'I feel it personally': Spring Valley leaders express horror for Haiti, seek ways to help – The Journal News

SPRING VALLEY – The ties between Haiti and this densely populated village were clear Monday as dozens of elected and community leaders gathered at Village Hall to remember assassinated Haitian President Jovenel Moïse and call for peace and healing here and in the Caribbean nation.
Calls of sympathy and prayers were offered in English and Haitian Creole. Haiti’s national anthem was sung by the many dignitaries and audience members.
The shock of last week’s assassination and its reverberations concerned the whole community.
“We are horrified by the ongoing political and humanitarian crisis in Haiti,” said U.S. Rep. Mondaire Jones, who grew up in Spring Valley and attended East Ramapo schools, where so many public school students are from Haitian-American families.
Village Mayor Alan Simon pointed to the three flags that hung at half-staff outside Village Hall: the American flag, the flag of the State of New York, and Haiti’s red-and-white flag that carries a coat of arms and the words “Unity is Strength.”
The bonds between Spring Valley and Haiti remain strong: Haitian leaders, including Moise, have long made the village a key stop during U.S. visits.
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Spring Valley Police Lt. Chignard Noelizaire was assigned to the 2018 detail that escorted Moise and First Lady Martine Moise, who was critically injured in the July 7 attack.
“I’m Haitian,” Noelizaire said during Monday’s ceremony, “I feel it personally.”
Simon referenced local politics – sometimes sharp-elbowed – with tension often flaring between and within diverse communities.
“I know that the Haitian people here don’t always agree,” said Simon, who is Jewish and follows two village mayors of Haitian descent. “Whatever we are and no matter what our background is, (today) we are all Haitian.”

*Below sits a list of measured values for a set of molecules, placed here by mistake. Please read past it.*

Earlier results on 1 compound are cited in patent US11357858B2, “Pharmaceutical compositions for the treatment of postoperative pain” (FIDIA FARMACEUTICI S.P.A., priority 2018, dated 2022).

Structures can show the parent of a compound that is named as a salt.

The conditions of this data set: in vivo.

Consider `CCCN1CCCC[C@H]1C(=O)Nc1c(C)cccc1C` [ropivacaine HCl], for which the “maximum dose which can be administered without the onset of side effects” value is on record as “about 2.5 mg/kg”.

Spring Valley has been home to a Haitian diaspora for generations now. The communities’ ties were evident after the 2010 earthquake that decimated Haiti. Relief efforts sprang up across the village and emanated throughout Rockland, from the organization of medical relief trips to clothing drives. 
Such relief trips continue.
In the quake’s aftermath, about 200 children from the Caribbean nation enrolled in the East Ramapo school district. Many had been traumatized by their experiences in the quake and had lost family.
East Ramapo Schools Superintendent Clarence Ellis said Monday that his staff was meeting to prepare for any new students who may join the district amid the continued upheaval in Haiti.
“We will make sure when our children return to school, especially students of Haitian descent, they see we are united in condemning violence,” Ellis said.
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Haiti’s ties to the U.S. stretch to the American Revolution, when Haitians joined the Colonists’ fight for independence. Haiti is the second-oldest republic (after the United States) in the Western Hemisphere and the first to abolish slavery. 
But the country, once so rich in natural resources, started its independence in 1804 saddled with the debt of “reparations” to the former enslavers who once ruled the country’s portion of Hispaniola.
Natural disasters and political strife have fed to the democracy’s precariousness.
Jones, a Democrat who represents the 17th Congressional District, said he had attended two briefings in the last week with federal officials and has encouraged more action by the Biden administration.
At Haiti’s request, the U.S. is sending investigators to look into the assassination; but the Biden administration has so far not committed troops to help quell the chaos in Haiti. 
Jones, who noted he and other elected officials have Creole-speaking staff, said he wanted to ensure people with ties to Haiti that “help is on the way.”
Jones had advocated for an extension of Temporary Protective Status for Haitians, which the Biden administration granted for 18 months in May. TPS allows many Haitians in the U.S. to stay here and legally work. 
But a rash of deportations, started in the dwindling days of the Trump presidency, continued into the beginning of President Biden’s tenure.
A Spring Valley man, Paul Pierrilus, was among those deported to Haiti by the U.S. Immigration and Customs Enforcement.
The 40-year-old, though, is not a citizen of Haiti. Until ICE sent him there in February, he had never even been there. Pierrilus was born in Saint Martin, a French territory in the Leeward Islands. He wasn’t automatically a citizen there because his parents weren’t French nationals, but were citizens of Haiti at the time. He also didn’t automatically inherit Haitian citizenship through his parents. He had lived in Spring Valley since age 5.
Lawyers for Pierrilus and his family say he’s in hiding in Haiti, fearful of the kidnapping and extortion that many Americans face there. 
Even before the presidential assassination, the U.S. State Department had a standing “Do not travel” advisory for Haiti, citing the risk of kidnapping, crime, civil unrest and COVID-19.
Nancy Cutler writes about People & Policy. Click here for her latest stories. Follow her on Twitter at @nancyrockland


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